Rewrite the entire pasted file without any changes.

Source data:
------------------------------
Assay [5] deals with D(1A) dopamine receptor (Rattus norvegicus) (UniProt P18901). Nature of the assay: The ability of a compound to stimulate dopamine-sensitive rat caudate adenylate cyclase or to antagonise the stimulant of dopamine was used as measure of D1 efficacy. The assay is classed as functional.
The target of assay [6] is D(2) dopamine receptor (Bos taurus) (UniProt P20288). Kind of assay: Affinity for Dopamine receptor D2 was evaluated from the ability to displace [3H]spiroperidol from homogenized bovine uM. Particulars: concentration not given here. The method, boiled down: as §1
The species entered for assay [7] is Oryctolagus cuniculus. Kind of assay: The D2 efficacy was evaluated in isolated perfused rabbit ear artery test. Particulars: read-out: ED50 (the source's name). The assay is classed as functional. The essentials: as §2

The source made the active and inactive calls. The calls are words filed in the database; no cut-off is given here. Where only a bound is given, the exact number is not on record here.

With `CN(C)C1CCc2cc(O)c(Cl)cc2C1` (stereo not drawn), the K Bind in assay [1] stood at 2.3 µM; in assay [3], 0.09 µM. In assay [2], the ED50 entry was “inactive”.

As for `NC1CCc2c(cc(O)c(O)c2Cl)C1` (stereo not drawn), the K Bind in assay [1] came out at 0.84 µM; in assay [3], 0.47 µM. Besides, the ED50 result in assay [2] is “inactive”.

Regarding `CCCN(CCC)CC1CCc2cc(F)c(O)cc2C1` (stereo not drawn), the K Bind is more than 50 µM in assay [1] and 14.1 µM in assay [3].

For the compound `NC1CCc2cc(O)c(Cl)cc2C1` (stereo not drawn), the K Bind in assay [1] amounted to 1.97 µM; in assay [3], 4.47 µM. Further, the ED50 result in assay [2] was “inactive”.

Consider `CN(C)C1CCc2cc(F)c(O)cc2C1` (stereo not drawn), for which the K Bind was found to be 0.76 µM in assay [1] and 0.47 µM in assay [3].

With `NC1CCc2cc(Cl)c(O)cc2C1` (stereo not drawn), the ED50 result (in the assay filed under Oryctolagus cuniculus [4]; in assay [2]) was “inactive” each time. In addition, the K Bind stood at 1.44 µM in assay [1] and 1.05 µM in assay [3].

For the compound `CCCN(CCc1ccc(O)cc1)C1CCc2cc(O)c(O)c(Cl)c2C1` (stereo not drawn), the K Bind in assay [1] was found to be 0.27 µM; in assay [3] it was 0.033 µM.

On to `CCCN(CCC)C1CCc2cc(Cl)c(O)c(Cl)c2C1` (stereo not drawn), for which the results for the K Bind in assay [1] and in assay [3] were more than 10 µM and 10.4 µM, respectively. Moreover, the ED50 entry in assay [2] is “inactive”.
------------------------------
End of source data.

Assay [5] deals with D(1A) dopamine receptor (Rattus norvegicus) (UniProt P18901). Nature of the assay: The ability of a compound to stimulate dopamine-sensitive rat caudate adenylate cyclase or to antagonise the stimulant of dopamine was used as measure of D1 efficacy. The assay is classed as functional.
The target of assay [6] is D(2) dopamine receptor (Bos taurus) (UniProt P20288). Kind of assay: Affinity for Dopamine receptor D2 was evaluated from the ability to displace [3H]spiroperidol from homogenized bovine uM. Particulars: concentration not given here. The method, boiled down: as §1
The species entered for assay [7] is Oryctolagus cuniculus. Kind of assay: The D2 efficacy was evaluated in isolated perfused rabbit ear artery test. Particulars: read-out: ED50 (the source's name). The assay is classed as functional. The essentials: as §2

The source made the active and inactive calls. The calls are words filed in the database; no cut-off is given here. Where only a bound is given, the exact number is not on record here.

With `CN(C)C1CCc2cc(O)c(Cl)cc2C1` (stereo not drawn), the K Bind in assay [1] stood at 2.3 µM; in assay [3], 0.09 µM. In assay [2], the ED50 entry was “inactive”.

As for `NC1CCc2c(cc(O)c(O)c2Cl)C1` (stereo not drawn), the K Bind in assay [1] came out at 0.84 µM; in assay [3], 0.47 µM. Besides, the ED50 result in assay [2] is “inactive”.

Regarding `CCCN(CCC)CC1CCc2cc(F)c(O)cc2C1` (stereo not drawn), the K Bind is more than 50 µM in assay [1] and 14.1 µM in assay [3].

For the compound `NC1CCc2cc(O)c(Cl)cc2C1` (stereo not drawn), the K Bind in assay [1] amounted to 1.97 µM; in assay [3], 4.47 µM. Further, the ED50 result in assay [2] was “inactive”.

Consider `CN(C)C1CCc2cc(F)c(O)cc2C1` (stereo not drawn), for which the K Bind was found to be 0.76 µM in assay [1] and 0.47 µM in assay [3].

With `NC1CCc2cc(Cl)c(O)cc2C1` (stereo not drawn), the ED50 result (in the assay filed under Oryctolagus cuniculus [4]; in assay [2]) was “inactive” each time. In addition, the K Bind stood at 1.44 µM in assay [1] and 1.05 µM in assay [3].

For the compound `CCCN(CCc1ccc(O)cc1)C1CCc2cc(O)c(O)c(Cl)c2C1` (stereo not drawn), the K Bind in assay [1] was found to be 0.27 µM; in assay [3] it was 0.033 µM.

On to `CCCN(CCC)C1CCc2cc(Cl)c(O)c(Cl)c2C1` (stereo not drawn), for which the results for the K Bind in assay [1] and in assay [3] were more than 10 µM and 10.4 µM, respectively. Moreover, the ED50 entry in assay [2] is “inactive”.